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Today's News

  • Today in history July 28
  • British baby Charlie Gard dies, was center of legal battle

    LONDON (AP) — Charlie Gard, the terminally ill British baby at the center of a legal and ethical battle that attracted the attention of Pope Francis and U.S. President Donald Trump, died Friday. He was one week shy of his first birthday.

    Charlie suffered from a rare genetic disease, mitochondrial depletion syndrome, which left him brain damaged and unable to move his limbs or breathe unaided.

    A family spokeswoman, Alison Smith-Squire, confirmed Charlie's death on Friday, a day after a judge ordered that he be taken to a hospice for his final hours.

    "Our beautiful little boy has gone, we're so proud of him," his mother Connie Yates said in a statement.

    Charlie's parents raised more than 1.3 million pounds ($1.7 million) to take him to the United States for an experimental medical therapy they believed could prolong his life. But Charlie's doctors at Great Ormond Street Hospital in London objected, saying the treatment wouldn't help and might cause him to suffer.

    The dispute ended up in court.

    Charlie's case became a flashpoint for debates on the rights of both children and parents, on health-care funding, medical interventions, the responsibilities of hospitals and medical workers and the role of the state.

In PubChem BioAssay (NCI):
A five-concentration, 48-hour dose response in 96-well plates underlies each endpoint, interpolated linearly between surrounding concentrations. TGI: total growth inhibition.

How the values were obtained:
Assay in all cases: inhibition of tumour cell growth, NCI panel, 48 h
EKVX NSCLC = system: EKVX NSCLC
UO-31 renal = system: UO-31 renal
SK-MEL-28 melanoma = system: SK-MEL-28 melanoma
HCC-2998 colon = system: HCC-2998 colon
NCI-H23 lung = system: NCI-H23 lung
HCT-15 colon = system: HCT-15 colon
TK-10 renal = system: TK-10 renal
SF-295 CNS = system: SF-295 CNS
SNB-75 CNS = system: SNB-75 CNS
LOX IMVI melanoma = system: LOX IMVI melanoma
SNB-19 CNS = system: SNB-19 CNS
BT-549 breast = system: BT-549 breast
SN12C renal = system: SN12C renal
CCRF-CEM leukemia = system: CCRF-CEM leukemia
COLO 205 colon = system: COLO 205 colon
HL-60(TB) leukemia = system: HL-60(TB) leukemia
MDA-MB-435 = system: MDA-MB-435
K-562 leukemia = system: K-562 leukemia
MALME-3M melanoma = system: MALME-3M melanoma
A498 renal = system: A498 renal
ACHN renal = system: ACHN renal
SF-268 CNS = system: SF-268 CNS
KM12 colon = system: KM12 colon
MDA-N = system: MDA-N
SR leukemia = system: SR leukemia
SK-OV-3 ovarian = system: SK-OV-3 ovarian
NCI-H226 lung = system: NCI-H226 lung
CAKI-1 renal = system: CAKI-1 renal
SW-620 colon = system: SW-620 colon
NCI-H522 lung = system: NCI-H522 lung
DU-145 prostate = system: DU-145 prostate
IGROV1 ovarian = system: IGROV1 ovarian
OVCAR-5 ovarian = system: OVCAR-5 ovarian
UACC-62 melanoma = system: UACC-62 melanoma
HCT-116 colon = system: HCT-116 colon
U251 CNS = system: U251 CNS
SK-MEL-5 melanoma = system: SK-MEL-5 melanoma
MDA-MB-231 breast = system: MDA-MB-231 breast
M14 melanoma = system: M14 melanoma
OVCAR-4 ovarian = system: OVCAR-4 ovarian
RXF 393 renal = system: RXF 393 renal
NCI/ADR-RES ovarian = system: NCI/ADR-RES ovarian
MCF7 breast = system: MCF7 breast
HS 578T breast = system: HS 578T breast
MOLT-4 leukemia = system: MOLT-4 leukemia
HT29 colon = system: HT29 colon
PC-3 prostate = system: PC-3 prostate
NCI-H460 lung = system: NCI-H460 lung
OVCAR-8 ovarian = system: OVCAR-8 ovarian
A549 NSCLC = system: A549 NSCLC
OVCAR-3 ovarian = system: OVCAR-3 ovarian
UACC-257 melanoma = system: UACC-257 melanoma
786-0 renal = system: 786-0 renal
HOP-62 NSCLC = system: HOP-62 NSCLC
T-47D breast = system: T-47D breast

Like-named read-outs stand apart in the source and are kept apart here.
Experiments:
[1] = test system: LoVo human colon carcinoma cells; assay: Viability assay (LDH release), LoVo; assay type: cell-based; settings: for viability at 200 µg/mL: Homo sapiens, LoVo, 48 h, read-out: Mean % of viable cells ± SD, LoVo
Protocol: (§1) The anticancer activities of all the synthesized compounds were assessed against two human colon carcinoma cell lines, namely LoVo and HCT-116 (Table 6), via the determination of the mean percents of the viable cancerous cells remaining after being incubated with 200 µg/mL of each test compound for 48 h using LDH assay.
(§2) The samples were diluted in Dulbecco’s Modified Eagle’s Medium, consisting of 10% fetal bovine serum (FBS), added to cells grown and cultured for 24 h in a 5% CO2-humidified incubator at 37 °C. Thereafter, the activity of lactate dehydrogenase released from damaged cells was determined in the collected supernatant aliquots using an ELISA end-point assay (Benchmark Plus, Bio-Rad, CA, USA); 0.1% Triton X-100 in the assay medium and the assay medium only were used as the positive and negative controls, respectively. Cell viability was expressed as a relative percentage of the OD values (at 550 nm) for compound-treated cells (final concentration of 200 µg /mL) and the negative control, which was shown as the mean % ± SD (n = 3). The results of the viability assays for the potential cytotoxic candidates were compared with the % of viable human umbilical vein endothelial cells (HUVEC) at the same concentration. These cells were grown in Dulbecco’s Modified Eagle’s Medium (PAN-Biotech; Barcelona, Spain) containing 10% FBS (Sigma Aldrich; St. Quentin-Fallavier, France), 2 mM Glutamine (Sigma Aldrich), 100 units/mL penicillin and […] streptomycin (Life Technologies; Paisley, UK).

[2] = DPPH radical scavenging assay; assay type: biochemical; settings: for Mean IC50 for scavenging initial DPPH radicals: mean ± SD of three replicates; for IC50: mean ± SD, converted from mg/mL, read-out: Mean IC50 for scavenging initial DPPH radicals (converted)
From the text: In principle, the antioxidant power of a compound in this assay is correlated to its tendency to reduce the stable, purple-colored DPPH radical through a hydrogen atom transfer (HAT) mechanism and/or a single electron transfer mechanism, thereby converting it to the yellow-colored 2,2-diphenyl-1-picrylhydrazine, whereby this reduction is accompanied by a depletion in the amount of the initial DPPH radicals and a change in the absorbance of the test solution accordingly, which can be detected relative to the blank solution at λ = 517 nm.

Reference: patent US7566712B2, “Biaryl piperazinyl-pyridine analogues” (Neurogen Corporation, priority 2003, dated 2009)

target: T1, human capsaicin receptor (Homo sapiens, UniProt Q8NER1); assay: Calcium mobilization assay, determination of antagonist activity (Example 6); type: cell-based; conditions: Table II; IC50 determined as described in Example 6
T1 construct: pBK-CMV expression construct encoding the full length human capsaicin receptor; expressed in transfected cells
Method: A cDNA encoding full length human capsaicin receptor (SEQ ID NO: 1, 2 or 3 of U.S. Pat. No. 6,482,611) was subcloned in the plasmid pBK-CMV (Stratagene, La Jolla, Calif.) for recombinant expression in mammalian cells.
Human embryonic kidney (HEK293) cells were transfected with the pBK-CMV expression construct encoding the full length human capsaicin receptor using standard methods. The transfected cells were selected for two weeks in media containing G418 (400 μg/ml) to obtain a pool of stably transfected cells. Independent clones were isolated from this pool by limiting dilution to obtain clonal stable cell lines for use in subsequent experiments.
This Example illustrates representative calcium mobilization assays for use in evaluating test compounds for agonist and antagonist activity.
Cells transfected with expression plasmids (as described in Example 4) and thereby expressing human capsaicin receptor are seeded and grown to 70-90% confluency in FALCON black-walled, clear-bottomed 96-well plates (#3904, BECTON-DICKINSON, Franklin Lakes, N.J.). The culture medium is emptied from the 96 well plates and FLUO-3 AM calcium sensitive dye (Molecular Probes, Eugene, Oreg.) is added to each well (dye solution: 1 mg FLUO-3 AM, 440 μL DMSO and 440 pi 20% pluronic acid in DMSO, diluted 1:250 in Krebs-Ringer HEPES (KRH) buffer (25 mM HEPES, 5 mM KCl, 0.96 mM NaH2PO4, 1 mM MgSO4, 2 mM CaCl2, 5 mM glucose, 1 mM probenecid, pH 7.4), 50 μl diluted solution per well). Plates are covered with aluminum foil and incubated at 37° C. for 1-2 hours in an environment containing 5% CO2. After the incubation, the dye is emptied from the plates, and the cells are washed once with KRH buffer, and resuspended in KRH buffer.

• Democrats need to offer real solutions

    BY REP. BILL MCCAMLEY
    New Mexico House of Representatives, Dist. 33

    Resist.

    For many of us scared and angry about our current president, it’s become a mantra for a good reason. Protecting basic health care, opposing turning our schools over to corporations, and defending America’s credibility worldwide are all vital to our future.

    But it is not enough. Recently, 52 percent of Americans polled only define Democrats by our work to fight Trump. If we are going to really change communities for the better, and regain people’s trust, we have to be proactive and bold in pushing for real change. What does that mean?

    While unemployment is low and the stock market continues to rise thanks to President Obama’s work after the Great Recession, wages have stayed flat. So while the average CEO now makes 335 times that of the average worker, most people feel like no matter how hard they work the best they can do is keep pace on a treadmill. And if working families have any problem, like unexpected health bills or a major house/car problem, that treadmill kicks them right off.